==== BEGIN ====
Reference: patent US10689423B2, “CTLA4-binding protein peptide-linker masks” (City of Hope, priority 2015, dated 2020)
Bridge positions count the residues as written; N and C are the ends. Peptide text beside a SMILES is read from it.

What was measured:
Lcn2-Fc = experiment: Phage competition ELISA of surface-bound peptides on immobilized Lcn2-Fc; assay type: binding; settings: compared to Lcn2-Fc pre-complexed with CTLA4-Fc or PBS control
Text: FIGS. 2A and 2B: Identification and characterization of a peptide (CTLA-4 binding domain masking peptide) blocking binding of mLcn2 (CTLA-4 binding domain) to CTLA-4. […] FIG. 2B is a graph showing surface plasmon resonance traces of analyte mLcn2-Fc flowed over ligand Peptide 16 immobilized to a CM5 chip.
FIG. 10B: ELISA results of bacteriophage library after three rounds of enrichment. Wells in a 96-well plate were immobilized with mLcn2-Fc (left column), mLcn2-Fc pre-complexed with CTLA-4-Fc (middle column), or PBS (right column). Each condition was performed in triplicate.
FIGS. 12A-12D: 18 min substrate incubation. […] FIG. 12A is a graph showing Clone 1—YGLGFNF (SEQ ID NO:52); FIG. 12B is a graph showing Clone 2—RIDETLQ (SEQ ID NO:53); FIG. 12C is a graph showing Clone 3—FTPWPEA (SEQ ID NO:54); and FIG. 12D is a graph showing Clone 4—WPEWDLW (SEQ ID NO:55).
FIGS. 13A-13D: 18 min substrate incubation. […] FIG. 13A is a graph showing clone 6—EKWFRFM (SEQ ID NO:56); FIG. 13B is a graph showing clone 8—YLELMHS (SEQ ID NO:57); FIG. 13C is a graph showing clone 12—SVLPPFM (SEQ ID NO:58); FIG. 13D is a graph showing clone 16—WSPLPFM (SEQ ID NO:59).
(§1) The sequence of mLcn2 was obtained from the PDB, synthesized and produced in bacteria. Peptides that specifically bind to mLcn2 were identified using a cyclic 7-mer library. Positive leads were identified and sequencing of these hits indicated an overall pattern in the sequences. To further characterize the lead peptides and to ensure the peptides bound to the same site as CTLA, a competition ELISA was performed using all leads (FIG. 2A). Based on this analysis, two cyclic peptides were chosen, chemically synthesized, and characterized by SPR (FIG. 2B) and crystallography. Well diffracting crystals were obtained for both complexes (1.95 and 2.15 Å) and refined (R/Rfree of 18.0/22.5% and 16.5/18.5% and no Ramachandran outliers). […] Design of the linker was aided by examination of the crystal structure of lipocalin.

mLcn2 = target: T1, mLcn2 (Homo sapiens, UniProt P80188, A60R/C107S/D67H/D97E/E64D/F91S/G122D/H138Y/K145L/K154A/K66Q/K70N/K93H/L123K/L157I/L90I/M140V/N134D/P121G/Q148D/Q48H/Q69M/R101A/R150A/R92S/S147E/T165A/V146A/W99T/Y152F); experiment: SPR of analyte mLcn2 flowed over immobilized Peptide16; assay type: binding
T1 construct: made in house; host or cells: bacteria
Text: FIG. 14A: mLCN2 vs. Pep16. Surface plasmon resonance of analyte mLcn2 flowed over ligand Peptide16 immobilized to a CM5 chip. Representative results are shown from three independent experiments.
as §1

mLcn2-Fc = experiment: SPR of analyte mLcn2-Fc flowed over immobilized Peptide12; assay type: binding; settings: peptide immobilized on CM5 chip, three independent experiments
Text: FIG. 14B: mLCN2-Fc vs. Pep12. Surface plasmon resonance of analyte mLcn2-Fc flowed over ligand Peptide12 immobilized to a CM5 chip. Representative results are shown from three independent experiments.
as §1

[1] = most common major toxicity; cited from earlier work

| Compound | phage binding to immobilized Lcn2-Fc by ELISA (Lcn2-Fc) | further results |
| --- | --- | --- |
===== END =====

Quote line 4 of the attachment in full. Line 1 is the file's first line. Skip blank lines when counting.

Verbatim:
Lcn2-Fc = experiment: Phage competition ELISA of surface-bound peptides on immobilized Lcn2-Fc; assay type: binding; settings: compared to Lcn2-Fc pre-complexed with CTLA4-Fc or PBS control